Activated Charcoal: Why its Benefits Are So Big These Days

Apr 02, 2024Contributing Editor

You’d pretty much need to have been living under a rock to not have heard of activated charcoal these days. That might be easy to say coming from a health and wellness aficionado, but in truth, it’s been fairly prominent in the media and across a whole host of subject matters online too. 

Many people will have seen it promoted as a natural way to whiten your teeth – and yes, it’s great for that – but there’s a whole host of other ‘cleaning’ applications for it too, and many of them are much more beneficial in the big picture of overall body health.

So today we’re going to give you an introduction to the uses of activated charcoal for health, and hopefully, you’ll be inclined to try one or more of them for yourself.


Understanding Activated Charcoal

Charcoal Does NOT = Barbeque

First off, the type of charcoal we are talking about is NOT the kerosene-soaked briquettes that you set alight in a BBQ before grilling steaks and the like. You probably don’t need to be convinced that you should never ingest that product, but we’ll do it anyway – never ingest charcoal

Activated, also known as activated carbon, is a versatile material with a wide range of applications, from filtering water to treating poisonings. In this post, we'll delve into its properties, activation process, and how it differs from regular charcoal.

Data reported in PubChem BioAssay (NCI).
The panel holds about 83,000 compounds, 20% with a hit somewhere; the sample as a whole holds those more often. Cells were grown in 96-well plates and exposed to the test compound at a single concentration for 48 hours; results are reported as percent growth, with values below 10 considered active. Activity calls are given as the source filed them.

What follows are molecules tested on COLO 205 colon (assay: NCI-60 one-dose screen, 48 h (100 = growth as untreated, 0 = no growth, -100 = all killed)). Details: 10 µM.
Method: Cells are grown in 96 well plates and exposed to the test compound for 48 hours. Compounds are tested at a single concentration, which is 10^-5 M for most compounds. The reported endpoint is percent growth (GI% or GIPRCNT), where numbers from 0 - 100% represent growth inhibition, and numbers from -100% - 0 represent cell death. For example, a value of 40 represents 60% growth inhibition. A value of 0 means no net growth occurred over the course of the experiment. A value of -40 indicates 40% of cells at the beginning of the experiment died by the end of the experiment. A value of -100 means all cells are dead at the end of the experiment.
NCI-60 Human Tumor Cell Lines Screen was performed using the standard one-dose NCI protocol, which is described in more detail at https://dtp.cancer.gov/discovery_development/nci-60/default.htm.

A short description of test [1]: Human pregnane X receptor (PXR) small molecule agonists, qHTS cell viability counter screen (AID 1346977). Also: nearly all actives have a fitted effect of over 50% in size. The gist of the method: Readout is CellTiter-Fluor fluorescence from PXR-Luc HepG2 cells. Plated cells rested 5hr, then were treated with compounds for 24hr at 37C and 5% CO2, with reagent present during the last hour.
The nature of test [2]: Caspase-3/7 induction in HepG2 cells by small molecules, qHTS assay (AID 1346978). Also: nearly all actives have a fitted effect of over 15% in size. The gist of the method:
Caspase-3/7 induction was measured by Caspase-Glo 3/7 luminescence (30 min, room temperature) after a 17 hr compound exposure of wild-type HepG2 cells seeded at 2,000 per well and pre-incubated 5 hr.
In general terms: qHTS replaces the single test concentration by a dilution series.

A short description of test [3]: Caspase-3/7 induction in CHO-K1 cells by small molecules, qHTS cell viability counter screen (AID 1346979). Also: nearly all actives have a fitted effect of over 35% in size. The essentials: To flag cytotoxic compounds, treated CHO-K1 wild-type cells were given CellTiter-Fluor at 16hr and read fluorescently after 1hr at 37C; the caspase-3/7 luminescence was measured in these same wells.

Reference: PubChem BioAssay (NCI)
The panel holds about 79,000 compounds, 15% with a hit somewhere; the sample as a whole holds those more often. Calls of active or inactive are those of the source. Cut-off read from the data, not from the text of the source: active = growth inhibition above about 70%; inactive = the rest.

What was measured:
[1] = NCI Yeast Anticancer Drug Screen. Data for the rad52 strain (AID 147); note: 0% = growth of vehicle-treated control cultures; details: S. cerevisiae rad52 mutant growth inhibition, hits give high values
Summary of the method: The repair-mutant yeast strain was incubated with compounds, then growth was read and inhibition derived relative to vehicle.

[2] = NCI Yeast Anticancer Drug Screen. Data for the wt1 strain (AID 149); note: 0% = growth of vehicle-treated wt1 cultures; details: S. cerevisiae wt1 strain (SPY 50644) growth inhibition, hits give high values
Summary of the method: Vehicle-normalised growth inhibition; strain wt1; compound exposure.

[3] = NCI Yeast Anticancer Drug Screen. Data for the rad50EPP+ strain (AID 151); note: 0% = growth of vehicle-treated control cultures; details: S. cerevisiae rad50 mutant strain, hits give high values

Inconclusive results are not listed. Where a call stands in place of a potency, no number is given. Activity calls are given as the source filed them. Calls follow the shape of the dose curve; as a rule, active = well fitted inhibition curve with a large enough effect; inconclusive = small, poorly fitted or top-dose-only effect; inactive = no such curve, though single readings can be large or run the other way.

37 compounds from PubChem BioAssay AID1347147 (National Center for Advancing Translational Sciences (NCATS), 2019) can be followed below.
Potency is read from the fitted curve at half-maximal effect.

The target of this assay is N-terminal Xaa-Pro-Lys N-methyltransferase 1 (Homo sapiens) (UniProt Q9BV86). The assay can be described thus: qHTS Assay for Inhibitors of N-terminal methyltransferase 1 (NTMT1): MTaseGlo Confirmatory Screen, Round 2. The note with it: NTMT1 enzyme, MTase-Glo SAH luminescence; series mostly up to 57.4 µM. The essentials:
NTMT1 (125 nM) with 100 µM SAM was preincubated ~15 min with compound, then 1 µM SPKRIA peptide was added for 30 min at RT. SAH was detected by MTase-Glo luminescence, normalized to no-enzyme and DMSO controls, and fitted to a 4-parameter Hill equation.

It is a fine, black powder made from carbon-rich materials like wood, coconut shells, or peat. It undergoes a special activation process that creates a highly porous internal structure with a vast surface area, giving it unique adsorptive properties.

Imagine a regular teaspoon compared to a tennis court. That's the kind of surface area increase you're looking at with activated charcoal!


Activation Process and Properties

The activation process typically involves heating the carbon source in a controlled atmosphere with steam, air, or other activating agents at high temperatures (around 700-900°C). This creates microscopic pores within the charcoal, significantly increasing its surface area.

These pores act like tiny traps, capturing various molecules and compounds through adsorption. Unlike absorption, where a substance is taken into the bulk of another, adsorption binds molecules to the charcoal's surface without being absorbed.